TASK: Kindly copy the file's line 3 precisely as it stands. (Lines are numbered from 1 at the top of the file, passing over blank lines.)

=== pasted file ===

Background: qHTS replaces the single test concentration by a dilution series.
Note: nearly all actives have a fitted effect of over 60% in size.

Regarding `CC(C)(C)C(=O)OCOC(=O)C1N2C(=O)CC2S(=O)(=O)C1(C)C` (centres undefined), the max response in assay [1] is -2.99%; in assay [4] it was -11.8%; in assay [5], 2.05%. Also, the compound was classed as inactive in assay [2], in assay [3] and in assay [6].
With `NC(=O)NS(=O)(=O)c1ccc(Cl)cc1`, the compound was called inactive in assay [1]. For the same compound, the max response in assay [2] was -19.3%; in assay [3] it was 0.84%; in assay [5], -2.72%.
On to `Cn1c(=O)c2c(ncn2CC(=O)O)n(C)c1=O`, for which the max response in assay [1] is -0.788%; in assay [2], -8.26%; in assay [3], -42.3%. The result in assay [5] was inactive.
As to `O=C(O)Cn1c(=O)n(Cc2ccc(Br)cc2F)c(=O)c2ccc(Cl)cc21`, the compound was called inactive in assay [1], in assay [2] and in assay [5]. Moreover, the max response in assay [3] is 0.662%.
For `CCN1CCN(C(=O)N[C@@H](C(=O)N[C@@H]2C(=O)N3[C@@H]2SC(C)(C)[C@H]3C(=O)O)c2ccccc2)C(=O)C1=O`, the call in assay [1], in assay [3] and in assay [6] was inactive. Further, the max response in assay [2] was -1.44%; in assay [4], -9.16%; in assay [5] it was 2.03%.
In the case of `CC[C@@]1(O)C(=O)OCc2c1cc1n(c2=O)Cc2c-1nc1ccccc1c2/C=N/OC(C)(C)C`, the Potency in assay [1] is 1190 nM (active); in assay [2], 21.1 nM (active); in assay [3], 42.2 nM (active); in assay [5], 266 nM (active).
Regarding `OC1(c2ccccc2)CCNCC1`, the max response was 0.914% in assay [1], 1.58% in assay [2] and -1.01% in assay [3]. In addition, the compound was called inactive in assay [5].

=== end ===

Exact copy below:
Regarding `CC(C)(C)C(=O)OCOC(=O)C1N2C(=O)CC2S(=O)(=O)C1(C)C` (centres undefined), the max response in assay [1] is -2.99%; in assay [4] it was -11.8%; in assay [5], 2.05%. Also, the compound was classed as inactive in assay [2], in assay [3] and in assay [6].